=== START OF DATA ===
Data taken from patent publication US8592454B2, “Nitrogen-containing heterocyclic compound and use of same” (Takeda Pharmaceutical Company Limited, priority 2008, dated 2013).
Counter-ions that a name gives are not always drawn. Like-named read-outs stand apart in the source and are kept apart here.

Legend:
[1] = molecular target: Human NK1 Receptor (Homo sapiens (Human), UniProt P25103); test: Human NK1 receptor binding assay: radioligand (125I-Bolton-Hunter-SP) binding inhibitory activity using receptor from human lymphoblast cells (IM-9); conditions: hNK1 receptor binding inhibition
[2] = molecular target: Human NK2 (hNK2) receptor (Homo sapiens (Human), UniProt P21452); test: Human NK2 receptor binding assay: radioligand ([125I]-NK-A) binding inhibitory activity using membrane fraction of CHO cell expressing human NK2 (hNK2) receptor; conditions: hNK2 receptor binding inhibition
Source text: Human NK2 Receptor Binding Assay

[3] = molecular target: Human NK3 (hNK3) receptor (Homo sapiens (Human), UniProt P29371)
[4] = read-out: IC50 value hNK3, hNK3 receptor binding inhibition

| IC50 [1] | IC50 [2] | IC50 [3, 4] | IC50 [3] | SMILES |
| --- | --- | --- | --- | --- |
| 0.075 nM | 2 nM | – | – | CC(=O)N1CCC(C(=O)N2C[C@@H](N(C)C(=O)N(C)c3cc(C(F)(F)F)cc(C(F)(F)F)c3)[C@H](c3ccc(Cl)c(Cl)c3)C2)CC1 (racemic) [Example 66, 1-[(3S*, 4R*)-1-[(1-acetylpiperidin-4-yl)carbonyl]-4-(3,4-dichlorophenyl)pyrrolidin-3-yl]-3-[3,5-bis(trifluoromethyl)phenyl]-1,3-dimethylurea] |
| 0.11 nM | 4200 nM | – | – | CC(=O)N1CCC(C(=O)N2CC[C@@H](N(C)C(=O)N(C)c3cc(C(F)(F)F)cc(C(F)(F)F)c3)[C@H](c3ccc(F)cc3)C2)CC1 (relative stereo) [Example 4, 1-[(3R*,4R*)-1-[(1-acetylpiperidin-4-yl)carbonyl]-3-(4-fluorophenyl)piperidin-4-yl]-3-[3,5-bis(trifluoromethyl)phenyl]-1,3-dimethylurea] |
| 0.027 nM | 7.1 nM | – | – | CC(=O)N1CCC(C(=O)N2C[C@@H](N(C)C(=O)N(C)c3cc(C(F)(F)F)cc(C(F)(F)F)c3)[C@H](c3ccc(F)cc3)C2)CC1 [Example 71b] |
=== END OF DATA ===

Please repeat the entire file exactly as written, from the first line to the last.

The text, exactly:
Data taken from patent publication US8592454B2, “Nitrogen-containing heterocyclic compound and use of same” (Takeda Pharmaceutical Company Limited, priority 2008, dated 2013).
Counter-ions that a name gives are not always drawn. Like-named read-outs stand apart in the source and are kept apart here.

Legend:
[1] = molecular target: Human NK1 Receptor (Homo sapiens (Human), UniProt P25103); test: Human NK1 receptor binding assay: radioligand (125I-Bolton-Hunter-SP) binding inhibitory activity using receptor from human lymphoblast cells (IM-9); conditions: hNK1 receptor binding inhibition
[2] = molecular target: Human NK2 (hNK2) receptor (Homo sapiens (Human), UniProt P21452); test: Human NK2 receptor binding assay: radioligand ([125I]-NK-A) binding inhibitory activity using membrane fraction of CHO cell expressing human NK2 (hNK2) receptor; conditions: hNK2 receptor binding inhibition
Source text: Human NK2 Receptor Binding Assay

[3] = molecular target: Human NK3 (hNK3) receptor (Homo sapiens (Human), UniProt P29371)
[4] = read-out: IC50 value hNK3, hNK3 receptor binding inhibition

| IC50 [1] | IC50 [2] | IC50 [3, 4] | IC50 [3] | SMILES |
| --- | --- | --- | --- | --- |
| 0.075 nM | 2 nM | – | – | CC(=O)N1CCC(C(=O)N2C[C@@H](N(C)C(=O)N(C)c3cc(C(F)(F)F)cc(C(F)(F)F)c3)[C@H](c3ccc(Cl)c(Cl)c3)C2)CC1 (racemic) [Example 66, 1-[(3S*, 4R*)-1-[(1-acetylpiperidin-4-yl)carbonyl]-4-(3,4-dichlorophenyl)pyrrolidin-3-yl]-3-[3,5-bis(trifluoromethyl)phenyl]-1,3-dimethylurea] |
| 0.11 nM | 4200 nM | – | – | CC(=O)N1CCC(C(=O)N2CC[C@@H](N(C)C(=O)N(C)c3cc(C(F)(F)F)cc(C(F)(F)F)c3)[C@H](c3ccc(F)cc3)C2)CC1 (relative stereo) [Example 4, 1-[(3R*,4R*)-1-[(1-acetylpiperidin-4-yl)carbonyl]-3-(4-fluorophenyl)piperidin-4-yl]-3-[3,5-bis(trifluoromethyl)phenyl]-1,3-dimethylurea] |
| 0.027 nM | 7.1 nM | – | – | CC(=O)N1CCC(C(=O)N2C[C@@H](N(C)C(=O)N(C)c3cc(C(F)(F)F)cc(C(F)(F)F)c3)[C@H](c3ccc(F)cc3)C2)CC1 [Example 71b] |